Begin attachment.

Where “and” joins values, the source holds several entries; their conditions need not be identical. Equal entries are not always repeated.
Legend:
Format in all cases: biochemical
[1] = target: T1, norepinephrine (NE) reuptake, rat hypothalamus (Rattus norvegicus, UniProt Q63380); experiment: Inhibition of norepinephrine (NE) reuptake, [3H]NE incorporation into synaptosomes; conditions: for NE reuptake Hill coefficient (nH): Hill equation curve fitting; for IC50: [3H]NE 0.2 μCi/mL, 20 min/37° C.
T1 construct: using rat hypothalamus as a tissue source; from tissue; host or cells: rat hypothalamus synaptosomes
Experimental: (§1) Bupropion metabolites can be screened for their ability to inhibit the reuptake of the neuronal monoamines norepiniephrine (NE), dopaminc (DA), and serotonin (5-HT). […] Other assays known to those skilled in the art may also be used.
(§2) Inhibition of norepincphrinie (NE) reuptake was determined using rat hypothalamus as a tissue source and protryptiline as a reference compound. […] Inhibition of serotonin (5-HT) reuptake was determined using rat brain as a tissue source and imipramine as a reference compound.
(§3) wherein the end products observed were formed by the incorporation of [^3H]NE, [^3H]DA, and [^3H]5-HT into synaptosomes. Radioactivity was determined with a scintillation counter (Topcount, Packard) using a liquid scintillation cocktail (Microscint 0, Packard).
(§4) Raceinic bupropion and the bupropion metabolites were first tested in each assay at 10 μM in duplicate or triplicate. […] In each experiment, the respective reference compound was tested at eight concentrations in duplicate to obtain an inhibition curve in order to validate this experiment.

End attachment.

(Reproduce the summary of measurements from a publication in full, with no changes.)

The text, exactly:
Where “and” joins values, the source holds several entries; their conditions need not be identical. Equal entries are not always repeated.
Legend:
Format in all cases: biochemical
[1] = target: T1, norepinephrine (NE) reuptake, rat hypothalamus (Rattus norvegicus, UniProt Q63380); experiment: Inhibition of norepinephrine (NE) reuptake, [3H]NE incorporation into synaptosomes; conditions: for NE reuptake Hill coefficient (nH): Hill equation curve fitting; for IC50: [3H]NE 0.2 μCi/mL, 20 min/37° C.
T1 construct: using rat hypothalamus as a tissue source; from tissue; host or cells: rat hypothalamus synaptosomes
Experimental: (§1) Bupropion metabolites can be screened for their ability to inhibit the reuptake of the neuronal monoamines norepiniephrine (NE), dopaminc (DA), and serotonin (5-HT). […] Other assays known to those skilled in the art may also be used.
(§2) Inhibition of norepincphrinie (NE) reuptake was determined using rat hypothalamus as a tissue source and protryptiline as a reference compound. […] Inhibition of serotonin (5-HT) reuptake was determined using rat brain as a tissue source and imipramine as a reference compound.
(§3) wherein the end products observed were formed by the incorporation of [^3H]NE, [^3H]DA, and [^3H]5-HT into synaptosomes. Radioactivity was determined with a scintillation counter (Topcount, Packard) using a liquid scintillation cocktail (Microscint 0, Packard).
(§4) Raceinic bupropion and the bupropion metabolites were first tested in each assay at 10 μM in duplicate or triplicate. […] In each experiment, the respective reference compound was tested at eight concentrations in duplicate to obtain an inhibition curve in order to validate this experiment.